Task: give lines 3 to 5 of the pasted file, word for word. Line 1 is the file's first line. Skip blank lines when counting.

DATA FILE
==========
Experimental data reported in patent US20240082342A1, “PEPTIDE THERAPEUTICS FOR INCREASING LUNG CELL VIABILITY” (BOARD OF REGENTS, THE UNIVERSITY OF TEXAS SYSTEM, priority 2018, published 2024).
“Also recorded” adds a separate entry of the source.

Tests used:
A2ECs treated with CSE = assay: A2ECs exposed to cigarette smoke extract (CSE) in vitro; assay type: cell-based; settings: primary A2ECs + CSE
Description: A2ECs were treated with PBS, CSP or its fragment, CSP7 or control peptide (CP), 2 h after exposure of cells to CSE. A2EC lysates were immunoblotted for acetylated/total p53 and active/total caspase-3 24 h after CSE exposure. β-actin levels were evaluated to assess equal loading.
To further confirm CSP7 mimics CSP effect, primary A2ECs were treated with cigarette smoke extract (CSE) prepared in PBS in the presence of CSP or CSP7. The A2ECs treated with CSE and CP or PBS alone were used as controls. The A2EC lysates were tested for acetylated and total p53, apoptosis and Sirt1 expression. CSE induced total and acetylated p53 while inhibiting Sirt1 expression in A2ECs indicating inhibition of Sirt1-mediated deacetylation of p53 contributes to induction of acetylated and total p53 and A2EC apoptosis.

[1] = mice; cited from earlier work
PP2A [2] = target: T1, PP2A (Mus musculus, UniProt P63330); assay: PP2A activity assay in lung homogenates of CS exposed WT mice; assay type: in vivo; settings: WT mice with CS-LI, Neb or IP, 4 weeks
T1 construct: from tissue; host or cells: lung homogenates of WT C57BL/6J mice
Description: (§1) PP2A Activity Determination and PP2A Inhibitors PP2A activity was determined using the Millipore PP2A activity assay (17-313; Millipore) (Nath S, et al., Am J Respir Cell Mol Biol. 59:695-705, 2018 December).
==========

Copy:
Tests used:
A2ECs treated with CSE = assay: A2ECs exposed to cigarette smoke extract (CSE) in vitro; assay type: cell-based; settings: primary A2ECs + CSE
Description: A2ECs were treated with PBS, CSP or its fragment, CSP7 or control peptide (CP), 2 h after exposure of cells to CSE. A2EC lysates were immunoblotted for acetylated/total p53 and active/total caspase-3 24 h after CSE exposure. β-actin levels were evaluated to assess equal loading.